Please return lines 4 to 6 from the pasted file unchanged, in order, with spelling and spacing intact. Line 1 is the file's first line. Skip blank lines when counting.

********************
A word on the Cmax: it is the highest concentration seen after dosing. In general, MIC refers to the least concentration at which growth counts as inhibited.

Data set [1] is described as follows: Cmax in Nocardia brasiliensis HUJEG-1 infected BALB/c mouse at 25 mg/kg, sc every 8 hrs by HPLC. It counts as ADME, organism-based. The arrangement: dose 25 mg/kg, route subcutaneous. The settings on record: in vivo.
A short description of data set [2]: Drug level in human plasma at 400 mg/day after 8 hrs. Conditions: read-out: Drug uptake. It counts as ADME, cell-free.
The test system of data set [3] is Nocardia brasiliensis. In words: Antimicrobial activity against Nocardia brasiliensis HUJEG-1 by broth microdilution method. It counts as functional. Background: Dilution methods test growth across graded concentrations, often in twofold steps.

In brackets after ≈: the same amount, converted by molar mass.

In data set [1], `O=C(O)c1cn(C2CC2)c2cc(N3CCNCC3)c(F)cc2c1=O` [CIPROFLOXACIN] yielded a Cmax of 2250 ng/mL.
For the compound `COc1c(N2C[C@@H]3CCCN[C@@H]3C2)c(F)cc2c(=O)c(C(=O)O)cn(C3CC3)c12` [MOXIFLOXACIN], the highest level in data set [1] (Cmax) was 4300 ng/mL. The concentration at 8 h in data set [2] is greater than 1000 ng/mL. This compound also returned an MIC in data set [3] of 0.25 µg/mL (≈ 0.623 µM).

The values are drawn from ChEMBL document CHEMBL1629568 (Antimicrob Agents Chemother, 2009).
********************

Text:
The test system of data set [3] is Nocardia brasiliensis. In words: Antimicrobial activity against Nocardia brasiliensis HUJEG-1 by broth microdilution method. It counts as functional. Background: Dilution methods test growth across graded concentrations, often in twofold steps.

In brackets after ≈: the same amount, converted by molar mass.

In data set [1], `O=C(O)c1cn(C2CC2)c2cc(N3CCNCC3)c(F)cc2c1=O` [CIPROFLOXACIN] yielded a Cmax of 2250 ng/mL.